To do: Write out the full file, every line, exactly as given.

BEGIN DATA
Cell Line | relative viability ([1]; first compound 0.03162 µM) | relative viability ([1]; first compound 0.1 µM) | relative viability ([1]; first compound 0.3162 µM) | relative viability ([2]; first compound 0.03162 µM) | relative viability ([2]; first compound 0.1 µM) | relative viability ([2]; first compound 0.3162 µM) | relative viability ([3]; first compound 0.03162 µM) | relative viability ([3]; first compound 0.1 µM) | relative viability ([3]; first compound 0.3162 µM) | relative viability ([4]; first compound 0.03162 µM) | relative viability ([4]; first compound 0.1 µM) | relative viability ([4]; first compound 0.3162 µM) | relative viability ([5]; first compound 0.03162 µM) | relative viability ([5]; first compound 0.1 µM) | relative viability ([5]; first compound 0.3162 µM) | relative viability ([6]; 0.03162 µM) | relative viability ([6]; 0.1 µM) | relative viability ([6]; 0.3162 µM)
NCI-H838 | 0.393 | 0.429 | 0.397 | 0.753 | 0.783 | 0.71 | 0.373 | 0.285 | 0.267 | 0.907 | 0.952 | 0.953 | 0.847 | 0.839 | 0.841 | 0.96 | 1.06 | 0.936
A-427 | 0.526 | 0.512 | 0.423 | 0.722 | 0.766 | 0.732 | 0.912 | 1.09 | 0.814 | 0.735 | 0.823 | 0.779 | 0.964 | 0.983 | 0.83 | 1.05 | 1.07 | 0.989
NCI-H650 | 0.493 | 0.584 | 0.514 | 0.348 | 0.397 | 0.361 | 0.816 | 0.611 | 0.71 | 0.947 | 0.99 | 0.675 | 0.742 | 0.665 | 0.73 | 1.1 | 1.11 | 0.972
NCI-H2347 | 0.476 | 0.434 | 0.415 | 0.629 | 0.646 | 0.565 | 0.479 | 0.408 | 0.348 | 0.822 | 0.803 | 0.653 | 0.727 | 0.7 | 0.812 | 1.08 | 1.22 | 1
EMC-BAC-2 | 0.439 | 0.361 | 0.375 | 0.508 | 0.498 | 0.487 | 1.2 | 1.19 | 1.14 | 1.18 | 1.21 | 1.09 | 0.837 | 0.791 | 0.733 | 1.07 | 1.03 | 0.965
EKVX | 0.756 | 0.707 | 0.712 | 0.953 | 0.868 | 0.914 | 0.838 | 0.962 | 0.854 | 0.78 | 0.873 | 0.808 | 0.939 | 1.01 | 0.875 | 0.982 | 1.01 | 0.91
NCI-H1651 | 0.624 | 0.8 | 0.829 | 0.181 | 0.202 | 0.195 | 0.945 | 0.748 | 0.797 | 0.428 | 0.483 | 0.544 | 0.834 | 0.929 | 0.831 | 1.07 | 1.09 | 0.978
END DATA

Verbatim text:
Cell Line | relative viability ([1]; first compound 0.03162 µM) | relative viability ([1]; first compound 0.1 µM) | relative viability ([1]; first compound 0.3162 µM) | relative viability ([2]; first compound 0.03162 µM) | relative viability ([2]; first compound 0.1 µM) | relative viability ([2]; first compound 0.3162 µM) | relative viability ([3]; first compound 0.03162 µM) | relative viability ([3]; first compound 0.1 µM) | relative viability ([3]; first compound 0.3162 µM) | relative viability ([4]; first compound 0.03162 µM) | relative viability ([4]; first compound 0.1 µM) | relative viability ([4]; first compound 0.3162 µM) | relative viability ([5]; first compound 0.03162 µM) | relative viability ([5]; first compound 0.1 µM) | relative viability ([5]; first compound 0.3162 µM) | relative viability ([6]; 0.03162 µM) | relative viability ([6]; 0.1 µM) | relative viability ([6]; 0.3162 µM)
NCI-H838 | 0.393 | 0.429 | 0.397 | 0.753 | 0.783 | 0.71 | 0.373 | 0.285 | 0.267 | 0.907 | 0.952 | 0.953 | 0.847 | 0.839 | 0.841 | 0.96 | 1.06 | 0.936
A-427 | 0.526 | 0.512 | 0.423 | 0.722 | 0.766 | 0.732 | 0.912 | 1.09 | 0.814 | 0.735 | 0.823 | 0.779 | 0.964 | 0.983 | 0.83 | 1.05 | 1.07 | 0.989
NCI-H650 | 0.493 | 0.584 | 0.514 | 0.348 | 0.397 | 0.361 | 0.816 | 0.611 | 0.71 | 0.947 | 0.99 | 0.675 | 0.742 | 0.665 | 0.73 | 1.1 | 1.11 | 0.972
NCI-H2347 | 0.476 | 0.434 | 0.415 | 0.629 | 0.646 | 0.565 | 0.479 | 0.408 | 0.348 | 0.822 | 0.803 | 0.653 | 0.727 | 0.7 | 0.812 | 1.08 | 1.22 | 1
EMC-BAC-2 | 0.439 | 0.361 | 0.375 | 0.508 | 0.498 | 0.487 | 1.2 | 1.19 | 1.14 | 1.18 | 1.21 | 1.09 | 0.837 | 0.791 | 0.733 | 1.07 | 1.03 | 0.965
EKVX | 0.756 | 0.707 | 0.712 | 0.953 | 0.868 | 0.914 | 0.838 | 0.962 | 0.854 | 0.78 | 0.873 | 0.808 | 0.939 | 1.01 | 0.875 | 0.982 | 1.01 | 0.91
NCI-H1651 | 0.624 | 0.8 | 0.829 | 0.181 | 0.202 | 0.195 | 0.945 | 0.748 | 0.797 | 0.428 | 0.483 | 0.544 | 0.834 | 0.929 | 0.831 | 1.07 | 1.09 | 0.978